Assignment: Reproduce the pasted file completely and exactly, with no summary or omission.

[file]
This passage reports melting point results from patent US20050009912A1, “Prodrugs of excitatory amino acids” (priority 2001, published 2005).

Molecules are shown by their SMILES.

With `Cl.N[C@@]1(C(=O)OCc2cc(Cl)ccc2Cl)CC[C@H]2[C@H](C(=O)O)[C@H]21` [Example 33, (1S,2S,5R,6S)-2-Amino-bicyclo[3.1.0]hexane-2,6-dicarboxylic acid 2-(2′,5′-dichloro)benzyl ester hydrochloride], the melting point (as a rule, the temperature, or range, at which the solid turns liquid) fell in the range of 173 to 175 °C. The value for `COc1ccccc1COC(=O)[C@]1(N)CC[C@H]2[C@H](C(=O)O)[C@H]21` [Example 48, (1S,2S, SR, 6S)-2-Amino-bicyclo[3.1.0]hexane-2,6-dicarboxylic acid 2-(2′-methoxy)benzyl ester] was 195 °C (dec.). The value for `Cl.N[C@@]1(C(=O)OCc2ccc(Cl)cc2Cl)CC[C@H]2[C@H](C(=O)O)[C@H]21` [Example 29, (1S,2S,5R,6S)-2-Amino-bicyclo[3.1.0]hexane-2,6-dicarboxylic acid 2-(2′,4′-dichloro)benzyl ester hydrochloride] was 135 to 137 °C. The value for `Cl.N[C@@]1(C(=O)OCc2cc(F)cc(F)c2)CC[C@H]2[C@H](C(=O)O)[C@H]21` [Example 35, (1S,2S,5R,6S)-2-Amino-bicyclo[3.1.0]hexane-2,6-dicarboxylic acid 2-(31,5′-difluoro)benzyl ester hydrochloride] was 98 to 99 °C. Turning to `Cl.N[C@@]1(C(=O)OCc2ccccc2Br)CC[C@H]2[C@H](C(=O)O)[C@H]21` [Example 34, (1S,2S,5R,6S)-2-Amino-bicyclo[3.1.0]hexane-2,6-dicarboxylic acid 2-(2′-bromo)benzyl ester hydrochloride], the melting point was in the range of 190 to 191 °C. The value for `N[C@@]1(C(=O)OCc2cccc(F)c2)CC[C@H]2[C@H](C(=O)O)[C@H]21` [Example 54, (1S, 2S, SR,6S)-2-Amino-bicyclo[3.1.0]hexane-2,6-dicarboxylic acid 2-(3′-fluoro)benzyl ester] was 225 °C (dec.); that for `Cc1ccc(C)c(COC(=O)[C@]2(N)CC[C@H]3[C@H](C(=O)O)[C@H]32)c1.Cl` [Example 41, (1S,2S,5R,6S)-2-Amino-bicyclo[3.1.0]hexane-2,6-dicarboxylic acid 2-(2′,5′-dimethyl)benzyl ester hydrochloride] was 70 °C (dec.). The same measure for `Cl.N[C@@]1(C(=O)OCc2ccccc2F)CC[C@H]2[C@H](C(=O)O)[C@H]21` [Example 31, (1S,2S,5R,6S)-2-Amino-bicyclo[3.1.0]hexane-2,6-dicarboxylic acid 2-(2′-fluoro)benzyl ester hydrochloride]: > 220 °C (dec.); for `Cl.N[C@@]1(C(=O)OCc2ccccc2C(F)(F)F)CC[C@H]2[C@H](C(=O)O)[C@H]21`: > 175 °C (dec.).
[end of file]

This passage reports melting point results from patent US20050009912A1, “Prodrugs of excitatory amino acids” (priority 2001, published 2005).

Molecules are shown by their SMILES.

With `Cl.N[C@@]1(C(=O)OCc2cc(Cl)ccc2Cl)CC[C@H]2[C@H](C(=O)O)[C@H]21` [Example 33, (1S,2S,5R,6S)-2-Amino-bicyclo[3.1.0]hexane-2,6-dicarboxylic acid 2-(2′,5′-dichloro)benzyl ester hydrochloride], the melting point (as a rule, the temperature, or range, at which the solid turns liquid) fell in the range of 173 to 175 °C. The value for `COc1ccccc1COC(=O)[C@]1(N)CC[C@H]2[C@H](C(=O)O)[C@H]21` [Example 48, (1S,2S, SR, 6S)-2-Amino-bicyclo[3.1.0]hexane-2,6-dicarboxylic acid 2-(2′-methoxy)benzyl ester] was 195 °C (dec.). The value for `Cl.N[C@@]1(C(=O)OCc2ccc(Cl)cc2Cl)CC[C@H]2[C@H](C(=O)O)[C@H]21` [Example 29, (1S,2S,5R,6S)-2-Amino-bicyclo[3.1.0]hexane-2,6-dicarboxylic acid 2-(2′,4′-dichloro)benzyl ester hydrochloride] was 135 to 137 °C. The value for `Cl.N[C@@]1(C(=O)OCc2cc(F)cc(F)c2)CC[C@H]2[C@H](C(=O)O)[C@H]21` [Example 35, (1S,2S,5R,6S)-2-Amino-bicyclo[3.1.0]hexane-2,6-dicarboxylic acid 2-(31,5′-difluoro)benzyl ester hydrochloride] was 98 to 99 °C. Turning to `Cl.N[C@@]1(C(=O)OCc2ccccc2Br)CC[C@H]2[C@H](C(=O)O)[C@H]21` [Example 34, (1S,2S,5R,6S)-2-Amino-bicyclo[3.1.0]hexane-2,6-dicarboxylic acid 2-(2′-bromo)benzyl ester hydrochloride], the melting point was in the range of 190 to 191 °C. The value for `N[C@@]1(C(=O)OCc2cccc(F)c2)CC[C@H]2[C@H](C(=O)O)[C@H]21` [Example 54, (1S, 2S, SR,6S)-2-Amino-bicyclo[3.1.0]hexane-2,6-dicarboxylic acid 2-(3′-fluoro)benzyl ester] was 225 °C (dec.); that for `Cc1ccc(C)c(COC(=O)[C@]2(N)CC[C@H]3[C@H](C(=O)O)[C@H]32)c1.Cl` [Example 41, (1S,2S,5R,6S)-2-Amino-bicyclo[3.1.0]hexane-2,6-dicarboxylic acid 2-(2′,5′-dimethyl)benzyl ester hydrochloride] was 70 °C (dec.). The same measure for `Cl.N[C@@]1(C(=O)OCc2ccccc2F)CC[C@H]2[C@H](C(=O)O)[C@H]21` [Example 31, (1S,2S,5R,6S)-2-Amino-bicyclo[3.1.0]hexane-2,6-dicarboxylic acid 2-(2′-fluoro)benzyl ester hydrochloride]: > 220 °C (dec.); for `Cl.N[C@@]1(C(=O)OCc2ccccc2C(F)(F)F)CC[C@H]2[C@H](C(=O)O)[C@H]21`: > 175 °C (dec.).